1. I agree with everything you say here. My mother taught me to cook when I was very young. I could turn out a Victoria sponge by the time I was 9 or 10 and a roast dinner (although she put on the gas for me and took the meat out of the oven) by the time I was about 11 or 12. By the time I was having Domestic Science at school I could already cook what we were being taught to cook, but what I learned there were food values, vitamins, minerals, how to cook what was called a ‘balanced’ meal, something sadly lacking in so many homes these days. If people had three decent meals a day, and I know this is now considered old fashioned and there is even a theory that breakfast is the worst meal of the day (I had a book about this but I gave up reading it and sent it to the charity shop – I still enjoy a light breakfast but not a cooked one) we wouldn’t need to snack quite so often.
    I taught our sons to cook as my mother had taught me. It is the most important lesson one can learn, it’s really self-preservation. Men, and even some women, who claim they can’t cook are, I think, pathetic. If you can read a recipe and have enough nous to buy ingredients, and have the necessary kitchen equipment, then there is no reason to claim you “can’t cook.”
    Margaret P

  2. Oh how I agree with you. My mother did not teach me – other than how to place a boil-in-the-bag chicken casserole into a pan of water and how to mix up Cadbury Smash. I do not exaggerate here. We were a singularly unadventurous family in terms of food and it was not until a boyfriend suggested that we ‘go for a Chinese’ that I had ever tasted anything more exotic than the annual Shrove Tuesday pancake! We did do Domestic Science for ONE term at school but apart from a Victoria sandwich which sunk in the middle and a dish of macaroni cheese that was fed to the dog next door, that was it.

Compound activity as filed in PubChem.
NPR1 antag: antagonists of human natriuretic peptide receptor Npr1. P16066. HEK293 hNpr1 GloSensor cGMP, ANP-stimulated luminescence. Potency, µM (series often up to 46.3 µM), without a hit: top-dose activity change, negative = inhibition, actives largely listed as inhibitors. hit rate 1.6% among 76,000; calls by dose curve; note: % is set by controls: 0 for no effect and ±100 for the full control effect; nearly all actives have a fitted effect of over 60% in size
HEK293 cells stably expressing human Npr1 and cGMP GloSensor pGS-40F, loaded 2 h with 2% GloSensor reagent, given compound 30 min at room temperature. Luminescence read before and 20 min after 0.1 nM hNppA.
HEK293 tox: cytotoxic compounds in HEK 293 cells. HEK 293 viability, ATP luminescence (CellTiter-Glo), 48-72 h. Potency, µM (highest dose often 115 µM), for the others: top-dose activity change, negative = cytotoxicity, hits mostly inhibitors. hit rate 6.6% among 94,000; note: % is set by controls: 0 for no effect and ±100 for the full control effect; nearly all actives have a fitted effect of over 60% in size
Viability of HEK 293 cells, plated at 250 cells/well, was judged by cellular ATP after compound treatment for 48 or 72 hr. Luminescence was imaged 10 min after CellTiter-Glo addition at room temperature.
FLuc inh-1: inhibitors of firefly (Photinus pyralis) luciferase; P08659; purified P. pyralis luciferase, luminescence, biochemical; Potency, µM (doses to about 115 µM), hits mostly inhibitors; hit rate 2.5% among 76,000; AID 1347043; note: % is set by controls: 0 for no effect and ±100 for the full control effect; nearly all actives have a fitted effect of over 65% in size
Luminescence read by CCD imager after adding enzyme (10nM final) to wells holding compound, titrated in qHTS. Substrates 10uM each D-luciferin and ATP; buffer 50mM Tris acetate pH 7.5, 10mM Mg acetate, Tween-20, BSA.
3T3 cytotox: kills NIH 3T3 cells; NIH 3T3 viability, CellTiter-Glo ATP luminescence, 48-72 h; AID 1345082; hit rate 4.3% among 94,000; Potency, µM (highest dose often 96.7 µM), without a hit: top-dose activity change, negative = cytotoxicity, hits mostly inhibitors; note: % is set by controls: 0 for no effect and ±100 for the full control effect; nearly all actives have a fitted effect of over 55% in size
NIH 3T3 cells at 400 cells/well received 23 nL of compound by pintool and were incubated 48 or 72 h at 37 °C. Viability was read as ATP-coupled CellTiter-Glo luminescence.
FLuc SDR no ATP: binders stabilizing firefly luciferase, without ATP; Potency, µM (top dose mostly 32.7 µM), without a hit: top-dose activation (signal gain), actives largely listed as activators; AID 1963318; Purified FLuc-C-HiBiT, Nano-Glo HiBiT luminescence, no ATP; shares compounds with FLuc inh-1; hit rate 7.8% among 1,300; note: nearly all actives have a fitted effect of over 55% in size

I left home at nineteen totally ill-equipped to produce a meal of any sort. Thankfully I married someone whose mother was rather more domesticated than mine and he was perfectly able to do so. I became a pretty decent cook and made sure that my own children were able.
    Margaret is right – there is no way that people ‘can’t’ cook. A recipe and ingredients are all that are needed. Practice and confidence will enable anyone to learn to improvise (my favourite cooknig term) and save on expensive ingredients.

  3. Well I absolutely loathe cooking, always have, daughter now grown with a family of her own and she is into food and cooking, as are her children. I see no reason to cook, bread, cheese, salads, fruit are all easy to prepare and eat on the hoof, bring on the day when we can get all our nutrients from a stomach filling pill instead of wasting precious time peeling, boiling or whatever in a tiled cell.

    • I find this quite sad, Sandra, as there is nothing nicer than producing a really lovely meal, especially if you think of it as an enjoyable activity rather than something you simply must do. Yes, it might take some time, but if you are organized you really don’t need to spend too long in the kitchen. Casseroles, once in the oven, cook themselves, as does a roast. Cakes are easy to make – no on needs to faff with cupcakes or icing, just bake a Victoria sponge or a simple fruit cake. I can make a Victoria sponge in half an hour and what is half an hour in 24 hours hours for the pleasure it gives to a family? Yes, you can get your nourishment from salads, eggs, cheese and fruit, but surely every now and again a lovely meal, perhaps fish done in white wine with a topping of parsley and spring onions, or a chicken roasted with lemon and garlic, makes a lovely change? I know I won’t be able to change your mind about cooking, I just feel sorry that you don’t enjoy it. I love to look at all the wonderful fruit and veg now available – when I was a child it was simply potatoes, carrots, onions and some greens, no exotic things like aubergines peppers when I was a child. Even though I make all our meals from scratch I still find time to enjoy lots of other pursuits – writing my magazine column, gardening, photography, walking, reading, visiting historic houses and gardens, meeting friends for lunch or coffee and housekeeping (which, again, I expect you might dislike). We will have to agree to disagree here, Sandra; I know we can’t all like the same things.